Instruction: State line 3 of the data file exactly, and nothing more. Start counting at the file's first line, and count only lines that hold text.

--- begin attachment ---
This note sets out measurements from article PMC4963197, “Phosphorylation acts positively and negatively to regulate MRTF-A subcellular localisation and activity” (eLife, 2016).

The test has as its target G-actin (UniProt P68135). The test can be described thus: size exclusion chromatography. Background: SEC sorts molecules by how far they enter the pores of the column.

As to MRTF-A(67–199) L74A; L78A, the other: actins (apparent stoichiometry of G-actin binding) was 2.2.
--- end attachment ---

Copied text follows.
As to MRTF-A(67–199) L74A; L78A, the other: actins (apparent stoichiometry of G-actin binding) was 2.2.